And what we have discussed today is how important NATO is, still the cornerstone of the community of shared values that has been its bedrock since its formation 52 years ago in this capital city of the United States of America, and still based on these shared values of freedom, democracy, of free markets and of the rule of law. And I'm delighted that Secretary Rumsfeld has underlined today that in the review that he's doing of the military, he sees NATO as a key tool of the United States and, indeed, of the western system as an agent of change, an agent of relevance, as an agent of peace and understanding and of stability in the world today. And U.S. leadership and active participation in NATO is still a key to the dynamism of the organization.
But we are, of course, a new and modern NATO; 46 nations in the Partnership for Peace, greater European sharing of the burden -- not just in NATO itself, but there are only 15 percent of the troops in the peacekeeping forces in the Balkans that now come from the United States of America -- Europe carrying that burden that has been the controversial issue for so long in the alliance; our relations with Russia and the Ukraine and NATO's key role in crisis management.
We spoke today about events in the Balkans, the peacekeeping forces that are there bravely and professionally carrying out the will of the international community. We talked about the current sensitivities in the area; the phased and conditioned release of the ground safety zone between Kosovo and Serbia, which the North Atlantic Council this morning decided upon; the assurances that we give to the ethnic Albanian population in the area that their interests are still a matter of priority to us and their safety and security a matter of long term concern to us, but that we make a key difference between the ethnic Albanian extremists who are causing mischief and trouble in the ground safety zone and in the north of the Former Yugoslav Republic of Macedonia, and the vast majority of ethnic Albanians in the area who simply seek peace and stability in the long term.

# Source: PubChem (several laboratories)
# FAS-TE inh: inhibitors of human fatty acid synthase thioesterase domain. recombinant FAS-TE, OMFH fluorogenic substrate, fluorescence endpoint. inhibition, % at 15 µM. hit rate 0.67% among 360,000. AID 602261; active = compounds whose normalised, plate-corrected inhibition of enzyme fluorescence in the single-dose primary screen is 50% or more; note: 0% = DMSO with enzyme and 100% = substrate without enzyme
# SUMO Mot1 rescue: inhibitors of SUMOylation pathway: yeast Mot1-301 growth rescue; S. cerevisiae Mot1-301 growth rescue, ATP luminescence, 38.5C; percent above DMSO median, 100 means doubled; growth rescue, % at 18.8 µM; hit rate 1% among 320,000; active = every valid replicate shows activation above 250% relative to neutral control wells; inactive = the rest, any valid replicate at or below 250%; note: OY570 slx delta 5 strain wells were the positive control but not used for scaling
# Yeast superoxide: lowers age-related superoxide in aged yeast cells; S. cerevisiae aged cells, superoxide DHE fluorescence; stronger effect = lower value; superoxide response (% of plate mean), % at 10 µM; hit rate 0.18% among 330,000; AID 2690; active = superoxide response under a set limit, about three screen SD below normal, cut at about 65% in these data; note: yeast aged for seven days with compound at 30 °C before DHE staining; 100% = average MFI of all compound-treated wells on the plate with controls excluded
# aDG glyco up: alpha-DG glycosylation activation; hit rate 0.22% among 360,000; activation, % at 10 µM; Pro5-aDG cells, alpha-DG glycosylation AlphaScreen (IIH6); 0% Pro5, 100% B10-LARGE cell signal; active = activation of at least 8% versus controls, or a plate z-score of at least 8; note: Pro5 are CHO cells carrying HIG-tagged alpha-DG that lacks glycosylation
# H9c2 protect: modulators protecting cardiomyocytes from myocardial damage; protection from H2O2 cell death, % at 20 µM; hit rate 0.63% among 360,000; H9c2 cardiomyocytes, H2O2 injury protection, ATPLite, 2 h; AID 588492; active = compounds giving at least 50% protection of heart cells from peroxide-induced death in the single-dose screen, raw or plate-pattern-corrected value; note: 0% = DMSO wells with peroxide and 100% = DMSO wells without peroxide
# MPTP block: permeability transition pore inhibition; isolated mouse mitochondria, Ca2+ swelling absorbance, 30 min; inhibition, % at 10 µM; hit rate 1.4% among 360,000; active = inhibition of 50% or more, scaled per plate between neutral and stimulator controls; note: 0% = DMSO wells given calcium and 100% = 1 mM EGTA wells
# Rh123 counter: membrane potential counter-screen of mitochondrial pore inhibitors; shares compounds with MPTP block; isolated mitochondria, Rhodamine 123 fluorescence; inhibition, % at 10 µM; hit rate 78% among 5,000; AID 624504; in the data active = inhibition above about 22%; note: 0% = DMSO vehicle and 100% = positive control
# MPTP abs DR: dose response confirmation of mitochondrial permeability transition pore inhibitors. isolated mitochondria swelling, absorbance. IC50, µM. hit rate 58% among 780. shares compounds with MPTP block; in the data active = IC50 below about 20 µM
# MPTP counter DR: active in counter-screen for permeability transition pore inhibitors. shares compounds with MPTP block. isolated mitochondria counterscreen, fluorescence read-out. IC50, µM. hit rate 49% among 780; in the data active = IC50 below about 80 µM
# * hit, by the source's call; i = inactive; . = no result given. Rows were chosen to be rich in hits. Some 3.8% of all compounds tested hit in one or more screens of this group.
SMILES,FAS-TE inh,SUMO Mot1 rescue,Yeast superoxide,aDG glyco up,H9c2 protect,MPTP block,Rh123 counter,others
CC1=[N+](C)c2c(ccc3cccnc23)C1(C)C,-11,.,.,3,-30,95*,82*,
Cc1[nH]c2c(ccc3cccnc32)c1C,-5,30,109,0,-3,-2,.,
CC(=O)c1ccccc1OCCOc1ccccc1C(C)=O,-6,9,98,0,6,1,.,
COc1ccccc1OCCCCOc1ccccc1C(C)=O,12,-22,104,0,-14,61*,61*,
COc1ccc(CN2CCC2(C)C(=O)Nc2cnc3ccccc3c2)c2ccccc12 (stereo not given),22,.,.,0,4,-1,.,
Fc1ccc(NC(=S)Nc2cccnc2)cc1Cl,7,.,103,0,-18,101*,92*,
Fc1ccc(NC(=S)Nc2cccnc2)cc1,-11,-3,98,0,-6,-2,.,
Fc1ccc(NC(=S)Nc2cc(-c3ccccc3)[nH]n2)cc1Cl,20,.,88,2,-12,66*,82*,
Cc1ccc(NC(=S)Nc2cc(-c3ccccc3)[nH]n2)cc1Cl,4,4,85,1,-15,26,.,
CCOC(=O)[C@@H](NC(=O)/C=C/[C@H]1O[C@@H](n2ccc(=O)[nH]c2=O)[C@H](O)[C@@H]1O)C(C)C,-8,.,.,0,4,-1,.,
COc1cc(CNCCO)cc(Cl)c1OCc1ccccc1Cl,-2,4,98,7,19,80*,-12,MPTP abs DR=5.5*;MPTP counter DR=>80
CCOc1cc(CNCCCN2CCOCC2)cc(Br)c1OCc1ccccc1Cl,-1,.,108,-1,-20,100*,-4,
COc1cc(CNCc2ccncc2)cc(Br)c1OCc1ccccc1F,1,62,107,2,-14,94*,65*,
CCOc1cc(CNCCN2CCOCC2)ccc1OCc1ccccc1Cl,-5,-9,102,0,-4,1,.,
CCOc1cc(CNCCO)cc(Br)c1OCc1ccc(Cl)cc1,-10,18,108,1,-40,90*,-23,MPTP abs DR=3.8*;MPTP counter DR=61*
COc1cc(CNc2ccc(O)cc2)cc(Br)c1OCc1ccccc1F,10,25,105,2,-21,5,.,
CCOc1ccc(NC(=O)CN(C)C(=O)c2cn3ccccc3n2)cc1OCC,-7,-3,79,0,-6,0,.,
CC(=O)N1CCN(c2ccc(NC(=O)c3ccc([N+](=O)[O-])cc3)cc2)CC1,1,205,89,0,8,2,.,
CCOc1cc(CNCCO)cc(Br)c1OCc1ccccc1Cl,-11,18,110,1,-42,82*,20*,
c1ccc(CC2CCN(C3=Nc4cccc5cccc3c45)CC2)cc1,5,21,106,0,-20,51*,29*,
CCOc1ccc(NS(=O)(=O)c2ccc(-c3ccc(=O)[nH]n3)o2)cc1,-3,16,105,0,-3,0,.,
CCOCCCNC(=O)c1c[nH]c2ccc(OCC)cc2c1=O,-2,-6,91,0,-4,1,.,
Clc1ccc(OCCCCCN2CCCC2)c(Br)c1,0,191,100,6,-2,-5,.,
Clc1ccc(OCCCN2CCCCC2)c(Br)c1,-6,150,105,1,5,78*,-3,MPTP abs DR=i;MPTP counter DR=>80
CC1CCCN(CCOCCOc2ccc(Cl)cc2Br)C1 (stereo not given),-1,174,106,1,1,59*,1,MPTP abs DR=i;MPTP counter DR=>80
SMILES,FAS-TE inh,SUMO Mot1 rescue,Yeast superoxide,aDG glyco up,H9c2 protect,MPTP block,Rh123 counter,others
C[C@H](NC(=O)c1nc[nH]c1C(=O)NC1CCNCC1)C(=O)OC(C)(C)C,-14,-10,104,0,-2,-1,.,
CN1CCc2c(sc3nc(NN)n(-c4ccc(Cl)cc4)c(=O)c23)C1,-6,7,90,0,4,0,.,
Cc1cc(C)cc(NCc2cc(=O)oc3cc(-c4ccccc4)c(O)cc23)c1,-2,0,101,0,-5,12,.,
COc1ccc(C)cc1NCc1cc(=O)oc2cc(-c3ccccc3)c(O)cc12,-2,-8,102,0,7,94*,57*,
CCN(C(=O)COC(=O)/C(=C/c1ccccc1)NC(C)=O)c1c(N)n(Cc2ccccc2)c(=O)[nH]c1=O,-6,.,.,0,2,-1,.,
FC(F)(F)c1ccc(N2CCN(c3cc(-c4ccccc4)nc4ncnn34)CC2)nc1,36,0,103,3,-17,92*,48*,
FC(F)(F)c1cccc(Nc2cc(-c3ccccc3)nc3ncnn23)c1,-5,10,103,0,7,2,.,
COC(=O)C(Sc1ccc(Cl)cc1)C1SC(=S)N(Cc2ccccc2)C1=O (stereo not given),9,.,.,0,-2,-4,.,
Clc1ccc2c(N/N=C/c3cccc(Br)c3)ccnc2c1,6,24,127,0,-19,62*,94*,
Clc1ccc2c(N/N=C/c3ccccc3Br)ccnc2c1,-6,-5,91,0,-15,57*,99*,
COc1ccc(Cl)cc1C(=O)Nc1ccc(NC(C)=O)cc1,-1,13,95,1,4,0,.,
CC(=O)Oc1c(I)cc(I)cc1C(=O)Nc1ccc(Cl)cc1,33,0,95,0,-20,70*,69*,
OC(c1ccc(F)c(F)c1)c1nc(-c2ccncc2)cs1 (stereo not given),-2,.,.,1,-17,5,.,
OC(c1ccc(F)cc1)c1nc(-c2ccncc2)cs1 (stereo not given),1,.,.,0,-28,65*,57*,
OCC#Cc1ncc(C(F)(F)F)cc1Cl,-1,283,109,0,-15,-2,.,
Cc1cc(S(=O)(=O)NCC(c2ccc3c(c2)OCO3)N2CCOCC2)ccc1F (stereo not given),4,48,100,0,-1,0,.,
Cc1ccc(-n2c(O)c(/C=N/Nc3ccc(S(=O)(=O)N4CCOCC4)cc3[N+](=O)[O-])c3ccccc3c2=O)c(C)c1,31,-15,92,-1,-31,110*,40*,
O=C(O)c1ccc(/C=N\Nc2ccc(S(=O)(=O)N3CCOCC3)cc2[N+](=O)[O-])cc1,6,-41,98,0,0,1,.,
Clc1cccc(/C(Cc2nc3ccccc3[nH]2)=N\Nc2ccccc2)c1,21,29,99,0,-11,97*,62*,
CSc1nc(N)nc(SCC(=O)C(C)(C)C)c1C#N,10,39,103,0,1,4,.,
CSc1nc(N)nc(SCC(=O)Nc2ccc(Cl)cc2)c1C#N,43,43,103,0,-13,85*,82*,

We spoke about the European Security and Defense Identity, and I'm delighted that President Bush, Secretary Powell and Secretary Rumsfeld have given their support to this unique and historic project, which will increase the capabilities available to the alliance and which will build a European capability for the Petersburg Tasks that will be umbilically connected to NATO and to NATO structures.
And we spoke about missile defense, an important and current issue, but where the alliance has no intention of being divided or split in any way and where we are keen to get right down to the promised consultations on missile defense -- on the how and the when, rather than on the whether, which has been decided by the will of the American people.
Rumsfeld: Questions. Yes?